Heineken: Changing the Game in Beer heineken.jpg - 157.04 KB


As an international beer leader, Heineken has always looked to project quality and consistency as core values in their flagship product, especially when it comes to the lucrative draught sector. Of all the tradewinds now buffeting the giant brewers of the world, draught quality is among the most problematic for a variety of reasons but hasn’t always received the attention it deserves. That is, until now, as Heineken USA is set to start the roll-out of what potentially could be a breakthrough in quality, consistency and environmentally sound beer delivery.

Called BrewLock, the new system was designed to solve some large and small issues relating to draught beer delivery by the Heineken Global team in Amsterdam, according to Patrick Libonate, On-Premise Commercial Marketing Director for Heineken USA. “Delivering consistent, quality draught beer is a worldwide challenge, and BrewLock addresses many of these obstacles,” says Libonate. “It’s very important to us that we are able to deliver the same beer everywhere, the best possible draught beer, without changing anything about the beer we make.”

New Answer to Old Problems

As Libonate notes, BrewLock focuses on solving the thorny issue of delivering draught beer at the right level of carbonation. The first major difference is the keg—100% recyclable, single-use, 20-liter plastic containers, packed in easily stackable, rectangular cardboard boxes. The keg itself has two chambers—an outer PET shell that also provides protection from accidental puncture and the inner bladder which contains the beer. By pressurizing the area between the two, beer is forced through the draught lines by a customized air compressor and arrives at the tap as close to brewery quality as is currently possible, say Heineken officials.

“Inconsistency is the biggest challenge among draught beers,” says Libonate. He envisions most of Heineken USA’s brands eventually being available in this package if the roll-out goes as well as expected. (Standard kegs will continue to be available for the foreseeable future, he pointed out, and the company is also exploring larger format sizes.)

While standard keg systems use complicated, and sometimes expensive, gas and regulator systems to get beer through to the tap, the BrewLock system relies on normal atmospheric air to squeeze the inner wall of the keg and push beer through the lines. For operators, such an upgrade brings them one step closer to a foolproof draught system, as no gas actually comes into contact with the beer, which means no concerns over too strong or weak pressure or improperly mixed gas.

Heineken officials also expect that BrewLock will reduce draught system failures by half overall, and with kegs that weigh 25% less than stainless steel barrels and take up a much smaller footprint in a cooler, they anticipate savings and greater ease of handling all along the supply chain. Easier keg changing and simpler connections are promised as well.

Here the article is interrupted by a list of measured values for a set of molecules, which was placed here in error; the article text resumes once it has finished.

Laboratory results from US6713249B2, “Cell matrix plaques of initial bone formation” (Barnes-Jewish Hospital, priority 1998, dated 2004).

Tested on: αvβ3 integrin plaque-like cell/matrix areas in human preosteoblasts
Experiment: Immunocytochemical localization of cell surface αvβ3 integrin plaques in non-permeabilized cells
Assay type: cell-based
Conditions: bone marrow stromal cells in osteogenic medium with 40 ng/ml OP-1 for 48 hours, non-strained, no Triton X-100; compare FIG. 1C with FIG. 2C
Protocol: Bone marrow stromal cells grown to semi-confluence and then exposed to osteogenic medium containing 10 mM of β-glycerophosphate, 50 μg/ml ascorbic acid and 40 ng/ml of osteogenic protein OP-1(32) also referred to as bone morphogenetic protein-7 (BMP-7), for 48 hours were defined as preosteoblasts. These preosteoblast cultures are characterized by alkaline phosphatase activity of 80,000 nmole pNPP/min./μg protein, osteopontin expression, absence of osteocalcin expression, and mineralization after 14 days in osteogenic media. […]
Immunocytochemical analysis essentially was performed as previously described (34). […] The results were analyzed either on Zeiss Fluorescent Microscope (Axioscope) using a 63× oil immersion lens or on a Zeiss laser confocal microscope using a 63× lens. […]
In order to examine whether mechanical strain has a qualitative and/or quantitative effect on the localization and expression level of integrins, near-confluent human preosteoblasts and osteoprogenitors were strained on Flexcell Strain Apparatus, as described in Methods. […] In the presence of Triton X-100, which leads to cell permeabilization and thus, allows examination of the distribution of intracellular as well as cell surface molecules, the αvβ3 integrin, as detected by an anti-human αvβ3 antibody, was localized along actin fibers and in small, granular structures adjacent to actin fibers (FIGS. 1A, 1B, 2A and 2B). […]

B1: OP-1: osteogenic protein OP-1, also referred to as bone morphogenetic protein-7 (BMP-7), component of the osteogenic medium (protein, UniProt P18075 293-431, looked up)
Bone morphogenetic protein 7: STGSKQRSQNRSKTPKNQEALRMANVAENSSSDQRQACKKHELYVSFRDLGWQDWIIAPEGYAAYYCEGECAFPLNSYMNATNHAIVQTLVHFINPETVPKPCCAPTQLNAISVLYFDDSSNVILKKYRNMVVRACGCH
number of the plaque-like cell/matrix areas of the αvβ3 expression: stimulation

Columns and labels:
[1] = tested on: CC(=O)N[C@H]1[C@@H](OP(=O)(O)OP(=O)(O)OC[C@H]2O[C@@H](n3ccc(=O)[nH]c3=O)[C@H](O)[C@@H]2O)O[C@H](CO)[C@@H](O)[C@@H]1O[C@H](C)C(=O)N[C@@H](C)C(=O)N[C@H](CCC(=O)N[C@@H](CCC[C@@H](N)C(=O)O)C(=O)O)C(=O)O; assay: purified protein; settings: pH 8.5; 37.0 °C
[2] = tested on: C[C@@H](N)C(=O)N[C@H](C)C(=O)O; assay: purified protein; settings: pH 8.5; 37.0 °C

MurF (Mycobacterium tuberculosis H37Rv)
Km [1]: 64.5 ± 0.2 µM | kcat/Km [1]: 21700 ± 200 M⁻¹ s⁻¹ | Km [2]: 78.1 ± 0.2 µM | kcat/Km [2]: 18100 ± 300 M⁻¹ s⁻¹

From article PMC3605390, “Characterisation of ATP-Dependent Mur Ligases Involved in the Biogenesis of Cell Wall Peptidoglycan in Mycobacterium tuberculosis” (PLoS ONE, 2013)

There’s also the matter of untapped beer left in the keg, a major issue and potential source of loss that can undermine the financial incentive of draught beer for operators. BrewLock, the company insists, will almost totally eliminate the problem. On average, the current yield for operators is anywhere between 85 and 90% from a standard keg. “With BrewLock, users will get 99% or more of the beer out of the keg,” Libonate says.

Good Thing in a Small Package

For distributors and Heineken USA, the smaller draught package also potentially opens up the market of smaller operators who declined draught beer fearing they couldn’t recoup the cost of gas line installation or wouldn’t serve enough beer to justify ordering large kegs. Pizza shops, small casual dining outlets, even small outlets at busy golf and resort locations, now seem logical targets for draught expansion.

Libonate says not only will small operators who previously declined to serve draught beer find BrewLock compelling; feedback from large accounts indicated appreciation of the beer’s quality enough to consider taking it on, he said. And the resulting beer seems to be hitting the right spot; so far in test markets, Heineken reports about a 10% sales bump.

The potential for space saving also intrigued some large scale operators, he said, who are considering multiple serving areas for draught. With the battle for tap handles getting fiercer as craft beers develop their local markets, BrewLock is also seen as an aid in the tap handle fight for the Dutch brewer.

The BrewLock system—set to roll out via distributors in New York, New Jersey, Massachusetts, Florida and Illinois—will be available only for Heineken and Newcastle Brown Ale, at least initially. The company is using a phased approach to introduce the technology to new states over the new few months and expects to fully expand to a national level in October. Easy to stack in a cooler, easier to handle and maneuver, the system also promises a smaller carbon footprint all along the supply chain, and perhaps will eventually resolve the long-standing distributor issue of lost kegs.

No change is cost-free, but Heineken USA estimates that changing over to BrewLock will typically top out at $500 or so for most operators, and that the change can be done quickly.